Can you work yourself to death?

Source: BBC

By Zaria Gorvett

The Japanese have a knack for inventing words – and there are some that every self-respecting office worker should have in their vocabulary. There’s arigata-meiwaku: when someone does you a favour that you didn’t ask them to – which actually caused you massive inconvenience – but you’re socially obliged to thank them anyway. Or how about majime: an earnest, dependable colleague who can get things done without causing any drama.

But by 2015, claims of ‘death by overwork’ had risen to a record high of 2,310

But there’s one uniquely Japanese term you don’t want to relate to: karoshi, which translates as “death by overwork”.

Reports of the nation’s corporate breadwinners, known as “salarymen”, dropping dead from overwork have been making headlines for decades.

(Credit: Getty Images)

Death from overwork is a recognised problem in Japan – some put the number of deaths as high as 10,000 (Credit: Getty Images)

But is it just urban legend?

Well, no. The social phenomenon was first recognised in 1987, when the health ministry began logging cases after the sudden deaths of a string of high-flying executives.

After the defeat of the Second World War, the Japanese worked the longest hours in the world by far – they were workaholics of the highest order – Cary Cooper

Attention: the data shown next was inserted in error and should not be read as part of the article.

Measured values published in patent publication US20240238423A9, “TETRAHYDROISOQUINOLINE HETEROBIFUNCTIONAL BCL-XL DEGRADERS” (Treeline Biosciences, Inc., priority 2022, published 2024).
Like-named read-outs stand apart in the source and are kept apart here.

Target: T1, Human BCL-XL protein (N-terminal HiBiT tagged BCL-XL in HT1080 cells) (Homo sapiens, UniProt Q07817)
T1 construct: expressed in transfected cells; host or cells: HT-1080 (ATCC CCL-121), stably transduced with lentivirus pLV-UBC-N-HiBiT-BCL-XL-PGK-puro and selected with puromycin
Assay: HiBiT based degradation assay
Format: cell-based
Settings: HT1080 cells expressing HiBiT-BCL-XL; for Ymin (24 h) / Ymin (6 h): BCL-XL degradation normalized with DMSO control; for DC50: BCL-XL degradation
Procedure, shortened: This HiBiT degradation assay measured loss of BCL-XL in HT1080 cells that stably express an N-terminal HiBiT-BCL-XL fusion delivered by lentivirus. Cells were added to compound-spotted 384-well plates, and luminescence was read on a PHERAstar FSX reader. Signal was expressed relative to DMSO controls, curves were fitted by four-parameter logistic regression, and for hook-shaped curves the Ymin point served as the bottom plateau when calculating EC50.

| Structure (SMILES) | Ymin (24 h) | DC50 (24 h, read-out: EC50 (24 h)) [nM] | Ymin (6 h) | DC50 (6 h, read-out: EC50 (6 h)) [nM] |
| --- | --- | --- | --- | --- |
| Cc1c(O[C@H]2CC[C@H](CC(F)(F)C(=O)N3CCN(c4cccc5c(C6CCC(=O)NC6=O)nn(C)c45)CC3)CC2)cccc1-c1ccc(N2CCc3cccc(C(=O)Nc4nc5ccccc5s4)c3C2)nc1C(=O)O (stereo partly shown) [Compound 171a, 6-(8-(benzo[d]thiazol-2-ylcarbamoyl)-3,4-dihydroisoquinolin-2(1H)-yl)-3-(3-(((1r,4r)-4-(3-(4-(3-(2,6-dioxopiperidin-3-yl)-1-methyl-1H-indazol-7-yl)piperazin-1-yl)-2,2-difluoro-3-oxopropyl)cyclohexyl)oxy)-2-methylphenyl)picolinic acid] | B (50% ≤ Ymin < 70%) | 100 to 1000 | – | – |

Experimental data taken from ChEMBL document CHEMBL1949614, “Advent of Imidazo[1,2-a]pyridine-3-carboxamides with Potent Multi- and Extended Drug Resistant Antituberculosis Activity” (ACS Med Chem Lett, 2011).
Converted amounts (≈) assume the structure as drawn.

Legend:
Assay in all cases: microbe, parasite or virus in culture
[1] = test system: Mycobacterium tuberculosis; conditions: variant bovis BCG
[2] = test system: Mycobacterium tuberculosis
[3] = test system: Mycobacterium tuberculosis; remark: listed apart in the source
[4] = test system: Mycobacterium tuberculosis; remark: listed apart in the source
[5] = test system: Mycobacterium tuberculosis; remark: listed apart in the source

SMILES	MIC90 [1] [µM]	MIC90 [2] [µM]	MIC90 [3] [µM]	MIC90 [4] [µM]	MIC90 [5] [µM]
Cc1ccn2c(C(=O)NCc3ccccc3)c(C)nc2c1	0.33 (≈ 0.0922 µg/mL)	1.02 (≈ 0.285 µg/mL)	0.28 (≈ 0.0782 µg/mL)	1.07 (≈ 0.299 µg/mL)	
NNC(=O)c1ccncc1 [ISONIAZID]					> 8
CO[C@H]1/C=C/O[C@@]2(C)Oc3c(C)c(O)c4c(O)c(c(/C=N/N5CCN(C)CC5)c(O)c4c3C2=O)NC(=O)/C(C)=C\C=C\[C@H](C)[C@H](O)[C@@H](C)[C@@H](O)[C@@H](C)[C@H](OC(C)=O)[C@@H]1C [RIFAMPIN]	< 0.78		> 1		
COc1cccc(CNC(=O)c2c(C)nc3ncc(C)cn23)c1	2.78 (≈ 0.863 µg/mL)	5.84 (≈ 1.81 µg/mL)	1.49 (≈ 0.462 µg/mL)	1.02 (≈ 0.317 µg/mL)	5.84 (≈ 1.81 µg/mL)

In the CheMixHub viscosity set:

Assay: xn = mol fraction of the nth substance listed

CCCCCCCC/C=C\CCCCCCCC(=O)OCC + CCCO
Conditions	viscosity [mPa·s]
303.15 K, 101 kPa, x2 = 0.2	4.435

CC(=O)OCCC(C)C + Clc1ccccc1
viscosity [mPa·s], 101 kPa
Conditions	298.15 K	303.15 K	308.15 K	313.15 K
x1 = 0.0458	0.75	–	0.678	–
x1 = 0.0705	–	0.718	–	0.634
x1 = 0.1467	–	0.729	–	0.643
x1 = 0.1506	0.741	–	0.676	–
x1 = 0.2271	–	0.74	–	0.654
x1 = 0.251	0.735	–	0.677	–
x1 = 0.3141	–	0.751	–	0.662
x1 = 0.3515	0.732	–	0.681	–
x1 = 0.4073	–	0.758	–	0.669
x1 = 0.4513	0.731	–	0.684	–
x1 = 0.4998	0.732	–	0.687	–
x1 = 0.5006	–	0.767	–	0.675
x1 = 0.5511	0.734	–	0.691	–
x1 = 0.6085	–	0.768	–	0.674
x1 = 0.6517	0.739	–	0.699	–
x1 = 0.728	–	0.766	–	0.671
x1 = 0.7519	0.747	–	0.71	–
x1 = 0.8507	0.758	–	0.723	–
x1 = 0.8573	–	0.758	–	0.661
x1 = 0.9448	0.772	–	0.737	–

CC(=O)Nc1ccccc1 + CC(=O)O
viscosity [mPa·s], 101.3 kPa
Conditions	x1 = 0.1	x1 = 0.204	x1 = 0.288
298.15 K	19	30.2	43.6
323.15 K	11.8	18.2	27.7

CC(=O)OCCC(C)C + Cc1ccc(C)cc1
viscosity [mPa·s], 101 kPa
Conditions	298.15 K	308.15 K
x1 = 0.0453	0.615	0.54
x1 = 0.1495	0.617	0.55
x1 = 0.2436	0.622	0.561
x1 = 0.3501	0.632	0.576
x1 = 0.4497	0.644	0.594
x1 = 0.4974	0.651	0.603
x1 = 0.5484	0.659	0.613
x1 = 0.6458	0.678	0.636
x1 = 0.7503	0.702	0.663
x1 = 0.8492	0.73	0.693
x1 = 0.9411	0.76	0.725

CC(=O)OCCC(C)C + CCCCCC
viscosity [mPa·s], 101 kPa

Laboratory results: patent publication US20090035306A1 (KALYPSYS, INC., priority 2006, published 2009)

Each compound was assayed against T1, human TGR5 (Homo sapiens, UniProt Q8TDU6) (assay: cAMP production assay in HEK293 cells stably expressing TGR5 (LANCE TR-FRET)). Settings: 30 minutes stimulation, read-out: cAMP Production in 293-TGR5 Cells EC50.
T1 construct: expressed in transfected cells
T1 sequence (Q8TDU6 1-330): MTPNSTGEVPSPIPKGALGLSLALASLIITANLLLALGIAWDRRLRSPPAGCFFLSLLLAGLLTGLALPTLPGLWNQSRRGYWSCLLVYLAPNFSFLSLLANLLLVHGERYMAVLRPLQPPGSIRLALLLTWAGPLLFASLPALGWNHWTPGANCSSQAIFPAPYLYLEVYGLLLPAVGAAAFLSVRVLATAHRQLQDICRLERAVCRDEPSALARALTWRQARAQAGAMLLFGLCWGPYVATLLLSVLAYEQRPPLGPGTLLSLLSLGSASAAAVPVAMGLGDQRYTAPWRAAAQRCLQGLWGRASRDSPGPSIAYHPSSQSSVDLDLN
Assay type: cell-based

So widespread is the issue, that in Japan, if a death is judged karoshi, the victim’s family receives compensation from the government of around $20,000 per year and company payouts of up to $1.6 million.

Initially, the government was documenting a couple of hundred cases every year. But by 2015, claims had risen to a record high of 2,310, according to a report by the Japanese Labour Ministry. This may be the tip of the iceberg. According to the National Defence Council for Victims of Karoshi, the true figure may be as high as 10,000 – roughly the same number of people killed each year by traffic.

(Credit: Alamy)

It’s not just Japan – many emerging economies are experiencing problems with overwork (Credit: Alamy)

But can you really die from overwork? Or is it just a case of old age and undiagnosed medical conditions? In an increasingly well-connected world, where technology keeps us in the loop 24-7, work hours are creeping up. Could karoshi be going on unrecognised elsewhere?

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